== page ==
• Threats

    : economic downturn, intense competition, changing industry trends

The executive can learn to delegate more, which will also aid with time management. They can hire personnel with the necessary technical skills to fill their knowledge gaps. They can pursue opportunities to expand into new markets to mitigate economic downturn. Their strong leadership and effective communication can help them train the next generation of leaders to help run these expansion opportunities.

Personal SWOT analysis

  • Strengths

    : strong work ethic, excellent communication skills, ability to learn quickly

  • Weaknesses

    : lack of experience in a specific area, poor time management, difficulty with public speaking

  • Opportunities

    : further education or training, expanding the network, taking on new challenges

  • Threats

    : economic downturn, limited job opportunities, personal or family issues

The person conducting this SWOT analysis has identified weaknesses like time management and public speaking that they can improve with training courses. They can work to gain practice in the specific area where they lack experience. They will need to learn to maintain a good work–life balance to keep personal or family issues from hurting their finances.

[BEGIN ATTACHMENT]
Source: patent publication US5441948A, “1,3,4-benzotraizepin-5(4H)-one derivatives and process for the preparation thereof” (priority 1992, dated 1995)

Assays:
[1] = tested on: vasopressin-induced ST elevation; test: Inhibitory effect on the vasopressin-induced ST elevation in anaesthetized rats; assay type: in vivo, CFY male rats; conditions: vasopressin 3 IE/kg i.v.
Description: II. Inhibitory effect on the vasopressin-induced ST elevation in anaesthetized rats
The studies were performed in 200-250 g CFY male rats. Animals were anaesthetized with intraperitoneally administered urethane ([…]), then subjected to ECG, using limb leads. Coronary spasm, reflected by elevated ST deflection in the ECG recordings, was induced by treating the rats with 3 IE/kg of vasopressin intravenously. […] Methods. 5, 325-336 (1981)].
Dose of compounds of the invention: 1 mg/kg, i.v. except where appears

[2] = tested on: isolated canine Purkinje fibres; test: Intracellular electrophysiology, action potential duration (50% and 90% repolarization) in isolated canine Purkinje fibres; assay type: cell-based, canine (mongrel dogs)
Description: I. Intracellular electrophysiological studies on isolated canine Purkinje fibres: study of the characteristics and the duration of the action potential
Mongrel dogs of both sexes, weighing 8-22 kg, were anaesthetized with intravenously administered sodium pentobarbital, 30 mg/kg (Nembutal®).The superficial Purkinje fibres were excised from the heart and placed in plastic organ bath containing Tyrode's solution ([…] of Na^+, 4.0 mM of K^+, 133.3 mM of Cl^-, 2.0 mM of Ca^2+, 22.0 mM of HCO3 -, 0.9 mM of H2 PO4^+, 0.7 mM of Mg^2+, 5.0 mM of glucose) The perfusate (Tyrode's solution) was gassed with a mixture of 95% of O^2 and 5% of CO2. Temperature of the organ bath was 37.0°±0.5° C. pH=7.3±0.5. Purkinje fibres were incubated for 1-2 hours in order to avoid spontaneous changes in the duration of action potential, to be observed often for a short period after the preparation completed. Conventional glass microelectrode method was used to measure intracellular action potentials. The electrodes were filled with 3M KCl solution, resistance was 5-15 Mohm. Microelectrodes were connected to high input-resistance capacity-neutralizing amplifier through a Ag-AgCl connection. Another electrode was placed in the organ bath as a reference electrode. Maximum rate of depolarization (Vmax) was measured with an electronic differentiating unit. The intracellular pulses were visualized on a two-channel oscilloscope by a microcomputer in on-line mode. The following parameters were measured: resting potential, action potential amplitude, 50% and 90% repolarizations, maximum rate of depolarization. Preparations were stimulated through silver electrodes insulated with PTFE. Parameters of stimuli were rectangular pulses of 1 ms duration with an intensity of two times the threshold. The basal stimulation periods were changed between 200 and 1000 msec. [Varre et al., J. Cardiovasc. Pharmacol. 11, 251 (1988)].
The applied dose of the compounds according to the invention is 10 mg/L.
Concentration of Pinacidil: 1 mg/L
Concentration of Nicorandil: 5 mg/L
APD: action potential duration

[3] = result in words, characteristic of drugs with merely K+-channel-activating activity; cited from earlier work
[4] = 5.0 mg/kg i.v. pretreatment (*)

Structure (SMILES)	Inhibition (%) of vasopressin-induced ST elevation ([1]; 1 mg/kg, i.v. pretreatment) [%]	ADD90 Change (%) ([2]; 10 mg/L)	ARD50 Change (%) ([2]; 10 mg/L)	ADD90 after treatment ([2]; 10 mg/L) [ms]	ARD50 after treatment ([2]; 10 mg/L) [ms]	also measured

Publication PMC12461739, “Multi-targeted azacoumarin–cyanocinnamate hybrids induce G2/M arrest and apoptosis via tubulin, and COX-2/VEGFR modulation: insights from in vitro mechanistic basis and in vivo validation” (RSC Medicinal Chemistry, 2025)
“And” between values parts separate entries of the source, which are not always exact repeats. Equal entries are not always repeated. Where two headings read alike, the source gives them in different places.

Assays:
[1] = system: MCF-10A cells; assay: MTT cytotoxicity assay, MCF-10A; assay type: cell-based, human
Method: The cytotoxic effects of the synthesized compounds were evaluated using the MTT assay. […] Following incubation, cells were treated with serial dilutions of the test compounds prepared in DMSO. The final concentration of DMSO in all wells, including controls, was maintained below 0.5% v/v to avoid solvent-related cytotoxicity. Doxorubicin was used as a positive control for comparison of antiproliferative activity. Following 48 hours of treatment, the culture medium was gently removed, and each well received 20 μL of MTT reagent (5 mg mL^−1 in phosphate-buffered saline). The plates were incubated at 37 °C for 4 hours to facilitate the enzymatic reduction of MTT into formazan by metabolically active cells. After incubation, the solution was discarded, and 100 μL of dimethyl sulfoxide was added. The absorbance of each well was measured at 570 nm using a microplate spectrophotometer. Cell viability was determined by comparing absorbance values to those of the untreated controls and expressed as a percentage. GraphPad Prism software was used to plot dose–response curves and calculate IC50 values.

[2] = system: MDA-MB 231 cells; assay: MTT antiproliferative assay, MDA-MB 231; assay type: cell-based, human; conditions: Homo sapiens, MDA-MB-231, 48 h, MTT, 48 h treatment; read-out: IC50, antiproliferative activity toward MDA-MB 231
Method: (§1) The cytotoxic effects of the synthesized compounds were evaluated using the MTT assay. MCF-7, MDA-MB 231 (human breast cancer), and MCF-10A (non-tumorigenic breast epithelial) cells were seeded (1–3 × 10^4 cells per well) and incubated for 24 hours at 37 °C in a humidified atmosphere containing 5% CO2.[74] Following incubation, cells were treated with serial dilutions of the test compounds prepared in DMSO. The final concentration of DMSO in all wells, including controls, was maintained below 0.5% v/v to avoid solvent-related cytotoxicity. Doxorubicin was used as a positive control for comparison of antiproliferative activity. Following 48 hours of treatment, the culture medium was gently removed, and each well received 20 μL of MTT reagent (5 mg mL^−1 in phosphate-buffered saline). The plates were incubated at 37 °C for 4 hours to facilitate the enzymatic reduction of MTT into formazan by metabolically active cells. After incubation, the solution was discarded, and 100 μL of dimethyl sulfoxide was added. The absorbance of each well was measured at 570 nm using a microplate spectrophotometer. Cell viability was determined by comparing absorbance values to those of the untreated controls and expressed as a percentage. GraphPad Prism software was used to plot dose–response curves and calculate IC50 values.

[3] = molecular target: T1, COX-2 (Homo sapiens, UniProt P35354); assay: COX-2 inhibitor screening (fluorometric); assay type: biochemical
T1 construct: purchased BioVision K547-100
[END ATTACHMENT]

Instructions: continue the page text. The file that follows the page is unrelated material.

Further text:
Best practices and design tips for conducting a SWOT analysis

Learning how to create an effective analysis will take time and practice. However, there are a few best practices you can keep in mind to get you and your team off to a good start:

  • Involve key stakeholders

    —getting a complete picture of your business requires you to involve all the key stakeholders who might have valuable insights to share.

  • Focus on key issues

    —it’s easy to get lost in the minutiae. Instead of listing every small factor, focus on the larger ones that have the most impact on the areas you’re interested in analyzing.

  • Be objective

    —bias can easily creep into a SWOT analysis. Everyone involved should be honest with themselves about the company’s strengths and struggles.

  • Use data and evidence

    —assumptions and generalizations may seem true, but they paint a false picture. Try to use hard data and solid evidence where possible.

  • Keep it simple

    —avoid using complex language or technical jargon in the SWOT analysis. Keep it simple and easy to understand.

  • Be specific

    —when you revisit a SWOT analysis at a later date, you always want to be clear about what you were identifying. Rather than vague lists of the four items on a SWOT analysis, give detailed and concrete examples.